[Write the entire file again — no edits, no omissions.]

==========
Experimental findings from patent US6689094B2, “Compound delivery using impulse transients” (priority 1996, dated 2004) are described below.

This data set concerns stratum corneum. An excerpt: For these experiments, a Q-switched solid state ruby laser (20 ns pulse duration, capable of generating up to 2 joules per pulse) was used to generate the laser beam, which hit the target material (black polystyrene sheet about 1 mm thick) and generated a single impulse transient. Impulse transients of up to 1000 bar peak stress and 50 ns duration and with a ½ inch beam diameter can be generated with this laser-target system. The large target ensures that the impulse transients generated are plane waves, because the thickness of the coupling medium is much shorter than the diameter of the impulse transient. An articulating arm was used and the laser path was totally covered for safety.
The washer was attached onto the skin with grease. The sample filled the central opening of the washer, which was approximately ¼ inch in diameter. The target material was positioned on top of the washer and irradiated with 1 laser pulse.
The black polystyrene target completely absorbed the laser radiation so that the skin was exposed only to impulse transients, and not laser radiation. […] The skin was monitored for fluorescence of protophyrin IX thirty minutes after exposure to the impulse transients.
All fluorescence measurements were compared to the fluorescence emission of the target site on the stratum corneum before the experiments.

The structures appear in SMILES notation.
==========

Experimental findings from patent US6689094B2, “Compound delivery using impulse transients” (priority 1996, dated 2004) are described below.

This data set concerns stratum corneum. An excerpt: For these experiments, a Q-switched solid state ruby laser (20 ns pulse duration, capable of generating up to 2 joules per pulse) was used to generate the laser beam, which hit the target material (black polystyrene sheet about 1 mm thick) and generated a single impulse transient. Impulse transients of up to 1000 bar peak stress and 50 ns duration and with a ½ inch beam diameter can be generated with this laser-target system. The large target ensures that the impulse transients generated are plane waves, because the thickness of the coupling medium is much shorter than the diameter of the impulse transient. An articulating arm was used and the laser path was totally covered for safety.
The washer was attached onto the skin with grease. The sample filled the central opening of the washer, which was approximately ¼ inch in diameter. The target material was positioned on top of the washer and irradiated with 1 laser pulse.
The black polystyrene target completely absorbed the laser radiation so that the skin was exposed only to impulse transients, and not laser radiation. […] The skin was monitored for fluorescence of protophyrin IX thirty minutes after exposure to the impulse transients.
All fluorescence measurements were compared to the fluorescence emission of the target site on the stratum corneum before the experiments.

The structures appear in SMILES notation.